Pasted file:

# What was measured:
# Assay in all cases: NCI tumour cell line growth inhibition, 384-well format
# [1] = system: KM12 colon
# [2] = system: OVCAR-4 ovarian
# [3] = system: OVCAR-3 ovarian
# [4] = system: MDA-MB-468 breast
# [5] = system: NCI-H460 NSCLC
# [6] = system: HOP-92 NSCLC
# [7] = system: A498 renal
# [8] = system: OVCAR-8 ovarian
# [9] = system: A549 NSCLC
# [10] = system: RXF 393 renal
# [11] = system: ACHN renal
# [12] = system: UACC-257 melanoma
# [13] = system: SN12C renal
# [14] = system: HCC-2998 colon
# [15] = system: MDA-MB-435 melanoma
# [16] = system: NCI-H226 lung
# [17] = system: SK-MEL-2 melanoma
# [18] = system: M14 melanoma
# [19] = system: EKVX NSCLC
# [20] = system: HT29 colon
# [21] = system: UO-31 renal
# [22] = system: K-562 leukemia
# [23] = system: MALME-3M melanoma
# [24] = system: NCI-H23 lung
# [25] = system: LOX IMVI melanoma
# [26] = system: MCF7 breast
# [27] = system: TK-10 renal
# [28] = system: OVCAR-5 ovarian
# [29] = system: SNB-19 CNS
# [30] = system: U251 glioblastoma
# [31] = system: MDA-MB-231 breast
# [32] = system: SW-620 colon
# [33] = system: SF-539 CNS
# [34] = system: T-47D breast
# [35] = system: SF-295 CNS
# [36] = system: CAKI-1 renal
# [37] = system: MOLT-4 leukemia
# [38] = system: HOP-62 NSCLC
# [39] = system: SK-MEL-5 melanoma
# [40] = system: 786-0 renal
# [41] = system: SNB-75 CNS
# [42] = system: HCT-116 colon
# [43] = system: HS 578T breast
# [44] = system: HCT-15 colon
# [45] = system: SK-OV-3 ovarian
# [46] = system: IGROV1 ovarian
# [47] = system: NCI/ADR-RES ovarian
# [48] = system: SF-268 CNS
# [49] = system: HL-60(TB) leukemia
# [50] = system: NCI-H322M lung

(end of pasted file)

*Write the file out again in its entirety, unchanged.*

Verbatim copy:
# What was measured:
# Assay in all cases: NCI tumour cell line growth inhibition, 384-well format
# [1] = system: KM12 colon
# [2] = system: OVCAR-4 ovarian
# [3] = system: OVCAR-3 ovarian
# [4] = system: MDA-MB-468 breast
# [5] = system: NCI-H460 NSCLC
# [6] = system: HOP-92 NSCLC
# [7] = system: A498 renal
# [8] = system: OVCAR-8 ovarian
# [9] = system: A549 NSCLC
# [10] = system: RXF 393 renal
# [11] = system: ACHN renal
# [12] = system: UACC-257 melanoma
# [13] = system: SN12C renal
# [14] = system: HCC-2998 colon
# [15] = system: MDA-MB-435 melanoma
# [16] = system: NCI-H226 lung
# [17] = system: SK-MEL-2 melanoma
# [18] = system: M14 melanoma
# [19] = system: EKVX NSCLC
# [20] = system: HT29 colon
# [21] = system: UO-31 renal
# [22] = system: K-562 leukemia
# [23] = system: MALME-3M melanoma
# [24] = system: NCI-H23 lung
# [25] = system: LOX IMVI melanoma
# [26] = system: MCF7 breast
# [27] = system: TK-10 renal
# [28] = system: OVCAR-5 ovarian
# [29] = system: SNB-19 CNS
# [30] = system: U251 glioblastoma
# [31] = system: MDA-MB-231 breast
# [32] = system: SW-620 colon
# [33] = system: SF-539 CNS
# [34] = system: T-47D breast
# [35] = system: SF-295 CNS
# [36] = system: CAKI-1 renal
# [37] = system: MOLT-4 leukemia
# [38] = system: HOP-62 NSCLC
# [39] = system: SK-MEL-5 melanoma
# [40] = system: 786-0 renal
# [41] = system: SNB-75 CNS
# [42] = system: HCT-116 colon
# [43] = system: HS 578T breast
# [44] = system: HCT-15 colon
# [45] = system: SK-OV-3 ovarian
# [46] = system: IGROV1 ovarian
# [47] = system: NCI/ADR-RES ovarian
# [48] = system: SF-268 CNS
# [49] = system: HL-60(TB) leukemia
# [50] = system: NCI-H322M lung